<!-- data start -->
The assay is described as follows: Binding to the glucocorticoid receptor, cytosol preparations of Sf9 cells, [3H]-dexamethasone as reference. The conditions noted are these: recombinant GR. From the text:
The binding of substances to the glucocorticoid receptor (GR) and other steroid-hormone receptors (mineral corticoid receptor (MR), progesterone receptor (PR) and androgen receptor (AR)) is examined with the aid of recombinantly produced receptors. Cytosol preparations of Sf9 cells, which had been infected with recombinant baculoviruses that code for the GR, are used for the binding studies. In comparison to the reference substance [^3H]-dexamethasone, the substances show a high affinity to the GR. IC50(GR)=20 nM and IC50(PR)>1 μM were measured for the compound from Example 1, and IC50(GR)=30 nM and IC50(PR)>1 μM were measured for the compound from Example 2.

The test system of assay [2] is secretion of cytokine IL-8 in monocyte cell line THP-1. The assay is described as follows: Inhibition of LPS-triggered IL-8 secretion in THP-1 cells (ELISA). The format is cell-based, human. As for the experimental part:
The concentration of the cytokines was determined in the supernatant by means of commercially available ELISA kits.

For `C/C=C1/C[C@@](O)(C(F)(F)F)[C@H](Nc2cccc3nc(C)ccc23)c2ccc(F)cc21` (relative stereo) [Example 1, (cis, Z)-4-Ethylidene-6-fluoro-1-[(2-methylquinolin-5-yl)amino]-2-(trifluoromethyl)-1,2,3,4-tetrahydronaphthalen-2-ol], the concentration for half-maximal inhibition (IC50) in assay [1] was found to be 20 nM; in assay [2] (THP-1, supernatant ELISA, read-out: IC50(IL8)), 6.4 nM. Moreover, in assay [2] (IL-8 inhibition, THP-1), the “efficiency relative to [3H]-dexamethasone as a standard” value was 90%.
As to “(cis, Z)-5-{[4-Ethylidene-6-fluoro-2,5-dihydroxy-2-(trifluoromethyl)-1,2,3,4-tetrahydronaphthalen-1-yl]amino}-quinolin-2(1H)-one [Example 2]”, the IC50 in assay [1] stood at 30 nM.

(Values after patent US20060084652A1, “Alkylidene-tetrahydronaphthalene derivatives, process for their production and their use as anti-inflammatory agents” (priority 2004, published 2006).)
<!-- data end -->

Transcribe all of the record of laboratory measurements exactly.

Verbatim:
The assay is described as follows: Binding to the glucocorticoid receptor, cytosol preparations of Sf9 cells, [3H]-dexamethasone as reference. The conditions noted are these: recombinant GR. From the text:
The binding of substances to the glucocorticoid receptor (GR) and other steroid-hormone receptors (mineral corticoid receptor (MR), progesterone receptor (PR) and androgen receptor (AR)) is examined with the aid of recombinantly produced receptors. Cytosol preparations of Sf9 cells, which had been infected with recombinant baculoviruses that code for the GR, are used for the binding studies. In comparison to the reference substance [^3H]-dexamethasone, the substances show a high affinity to the GR. IC50(GR)=20 nM and IC50(PR)>1 μM were measured for the compound from Example 1, and IC50(GR)=30 nM and IC50(PR)>1 μM were measured for the compound from Example 2.

The test system of assay [2] is secretion of cytokine IL-8 in monocyte cell line THP-1. The assay is described as follows: Inhibition of LPS-triggered IL-8 secretion in THP-1 cells (ELISA). The format is cell-based, human. As for the experimental part:
The concentration of the cytokines was determined in the supernatant by means of commercially available ELISA kits.

For `C/C=C1/C[C@@](O)(C(F)(F)F)[C@H](Nc2cccc3nc(C)ccc23)c2ccc(F)cc21` (relative stereo) [Example 1, (cis, Z)-4-Ethylidene-6-fluoro-1-[(2-methylquinolin-5-yl)amino]-2-(trifluoromethyl)-1,2,3,4-tetrahydronaphthalen-2-ol], the concentration for half-maximal inhibition (IC50) in assay [1] was found to be 20 nM; in assay [2] (THP-1, supernatant ELISA, read-out: IC50(IL8)), 6.4 nM. Moreover, in assay [2] (IL-8 inhibition, THP-1), the “efficiency relative to [3H]-dexamethasone as a standard” value was 90%.
As to “(cis, Z)-5-{[4-Ethylidene-6-fluoro-2,5-dihydroxy-2-(trifluoromethyl)-1,2,3,4-tetrahydronaphthalen-1-yl]amino}-quinolin-2(1H)-one [Example 2]”, the IC50 in assay [1] stood at 30 nM.

(Values after patent US20060084652A1, “Alkylidene-tetrahydronaphthalene derivatives, process for their production and their use as anti-inflammatory agents” (priority 2004, published 2006).)